Fans move to boycott NHL owners' businesses 0
Oh! The good old hockey game/Is the best game you can name. - Stompin' Tom Connors, The Hockey Song
A group of dedicated National Hockey League fans won't cry in their beer if team owners lock out their players - they are planning to take billionaire owners into the boards very hard.
How? By launching a consumer boycott of NHL team owners' other businesses - including breweries and restaurant chains - to penalize them for high sticking fans.
The website Youhavetwoweeks.com was set up along with a Facebook page and Twitter account to let fans take things into their own hands and wallets as a potentially lengthy lockout starts Sept.15.
The campaign - launched two weeks before the planned lockout - details NHL owners' other holdings as targets.
Those include B.C. businesses like Denny's Restaurants, Moxie's Classic Grill, the Shark Club and Sandman Hotels - all ventures of Dallas Stars' owner Tom Gaglardi. Vancouver Canucks' owner Francesco Aquilini and his family's development empire is also listed.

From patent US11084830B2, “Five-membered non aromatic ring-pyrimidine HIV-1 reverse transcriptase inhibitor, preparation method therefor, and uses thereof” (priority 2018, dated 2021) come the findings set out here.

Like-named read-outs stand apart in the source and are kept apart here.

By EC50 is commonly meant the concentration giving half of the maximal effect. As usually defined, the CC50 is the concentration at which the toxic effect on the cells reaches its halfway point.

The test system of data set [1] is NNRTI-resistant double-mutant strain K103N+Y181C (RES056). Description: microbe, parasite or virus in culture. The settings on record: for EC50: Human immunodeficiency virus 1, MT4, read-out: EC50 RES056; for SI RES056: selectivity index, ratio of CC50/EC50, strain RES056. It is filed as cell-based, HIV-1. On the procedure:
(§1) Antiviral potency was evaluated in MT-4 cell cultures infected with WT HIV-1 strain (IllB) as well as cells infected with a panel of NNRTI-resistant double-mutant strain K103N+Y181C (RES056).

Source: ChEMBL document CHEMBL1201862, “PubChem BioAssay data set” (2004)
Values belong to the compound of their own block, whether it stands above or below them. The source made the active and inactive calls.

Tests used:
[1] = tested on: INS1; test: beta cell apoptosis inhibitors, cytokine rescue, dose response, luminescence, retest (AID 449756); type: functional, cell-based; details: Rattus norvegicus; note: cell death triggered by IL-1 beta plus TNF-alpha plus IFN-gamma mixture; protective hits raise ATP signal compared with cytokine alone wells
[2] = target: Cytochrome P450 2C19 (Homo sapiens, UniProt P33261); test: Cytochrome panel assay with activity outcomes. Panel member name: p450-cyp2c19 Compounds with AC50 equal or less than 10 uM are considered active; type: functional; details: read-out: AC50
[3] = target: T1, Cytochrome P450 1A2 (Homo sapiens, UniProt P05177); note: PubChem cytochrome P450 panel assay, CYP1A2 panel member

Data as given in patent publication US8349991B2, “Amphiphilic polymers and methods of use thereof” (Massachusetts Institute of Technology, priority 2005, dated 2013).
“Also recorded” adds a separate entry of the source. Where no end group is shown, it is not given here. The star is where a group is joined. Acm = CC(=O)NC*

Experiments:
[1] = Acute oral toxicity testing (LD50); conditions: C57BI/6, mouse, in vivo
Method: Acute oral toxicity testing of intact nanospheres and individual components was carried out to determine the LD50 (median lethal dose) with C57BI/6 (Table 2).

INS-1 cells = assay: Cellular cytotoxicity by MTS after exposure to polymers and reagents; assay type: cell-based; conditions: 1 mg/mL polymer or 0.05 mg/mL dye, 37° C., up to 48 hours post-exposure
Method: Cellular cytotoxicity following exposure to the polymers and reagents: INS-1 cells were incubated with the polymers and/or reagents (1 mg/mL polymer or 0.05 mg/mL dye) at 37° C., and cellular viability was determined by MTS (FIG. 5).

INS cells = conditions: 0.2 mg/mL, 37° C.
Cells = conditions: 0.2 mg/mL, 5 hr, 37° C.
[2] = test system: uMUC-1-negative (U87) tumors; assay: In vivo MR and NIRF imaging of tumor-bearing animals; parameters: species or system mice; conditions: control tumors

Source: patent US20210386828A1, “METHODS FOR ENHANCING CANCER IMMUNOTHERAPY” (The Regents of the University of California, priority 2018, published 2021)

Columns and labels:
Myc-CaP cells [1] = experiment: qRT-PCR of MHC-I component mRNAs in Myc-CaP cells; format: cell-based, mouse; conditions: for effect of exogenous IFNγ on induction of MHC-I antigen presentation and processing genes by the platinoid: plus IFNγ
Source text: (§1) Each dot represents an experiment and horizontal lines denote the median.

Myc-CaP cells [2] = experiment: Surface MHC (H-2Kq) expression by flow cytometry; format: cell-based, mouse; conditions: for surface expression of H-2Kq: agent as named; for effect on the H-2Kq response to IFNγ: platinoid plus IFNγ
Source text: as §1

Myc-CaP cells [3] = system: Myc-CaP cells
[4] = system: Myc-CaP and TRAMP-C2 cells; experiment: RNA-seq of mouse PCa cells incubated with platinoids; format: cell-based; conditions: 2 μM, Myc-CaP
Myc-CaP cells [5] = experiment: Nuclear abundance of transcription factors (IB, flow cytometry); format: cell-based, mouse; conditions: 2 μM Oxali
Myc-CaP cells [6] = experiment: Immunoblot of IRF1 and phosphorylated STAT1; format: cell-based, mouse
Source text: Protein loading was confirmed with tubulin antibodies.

Other NHL franchises targeted include Toronto Maple Leafs' owners Bell Canada and Rogers Communications as well as Montreal Canadians' owner Molson Coors Brewing Company.
While the fans behind the campaign say they aren't out to change the world, they are concerned about who will really get hurt by a lockout.
"I'm not trying to make this a noble cause - we just want to watch hockey," Oilers fan T.J. Tully said in a Sunday interview from Edmonton.
But Tully points out that in addition to fans missing their good old hockey game, the real victims will be thousands of modest income workers who have jobs at NHL arenas.
"It's the millionaires fighting the billionaires but they're hurting the $10,000aires who work at the arenas selling food and beer and cleaning up," Tully said.
"The owners aren't worried about them - it's just one more corporate decision for hundreds of millions of dollars, but they don't see the real-life consequences," he said.
So to balance the pressure, Tully and three friends set up the campaign to make the owners also face some heat - since players won't have any income if a lockout starts.
Ultimately, Tully thinks his campaign could just make the difference between a long, bitter lockout or a full season.
"If we can convince even one owner to change their vote, it's worthwhile," he said.